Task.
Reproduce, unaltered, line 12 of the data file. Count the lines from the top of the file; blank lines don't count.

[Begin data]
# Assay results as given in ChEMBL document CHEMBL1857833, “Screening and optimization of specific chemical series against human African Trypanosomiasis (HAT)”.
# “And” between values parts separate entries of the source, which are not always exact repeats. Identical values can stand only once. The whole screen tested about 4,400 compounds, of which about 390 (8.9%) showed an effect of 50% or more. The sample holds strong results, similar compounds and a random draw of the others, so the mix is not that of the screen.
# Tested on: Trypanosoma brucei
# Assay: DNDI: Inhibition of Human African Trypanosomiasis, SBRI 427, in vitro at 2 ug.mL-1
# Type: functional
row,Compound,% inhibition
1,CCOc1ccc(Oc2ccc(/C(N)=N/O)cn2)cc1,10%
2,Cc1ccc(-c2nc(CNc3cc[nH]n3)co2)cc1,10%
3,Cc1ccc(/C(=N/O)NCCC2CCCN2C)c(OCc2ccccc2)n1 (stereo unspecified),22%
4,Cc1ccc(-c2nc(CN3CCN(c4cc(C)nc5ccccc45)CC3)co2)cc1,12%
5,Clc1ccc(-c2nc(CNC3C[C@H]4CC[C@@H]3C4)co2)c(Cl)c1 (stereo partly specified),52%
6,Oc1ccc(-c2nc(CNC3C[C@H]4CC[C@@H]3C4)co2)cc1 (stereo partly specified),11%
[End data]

6,Oc1ccc(-c2nc(CNC3C[C@H]4CC[C@@H]3C4)co2)cc1 (stereo partly specified),11%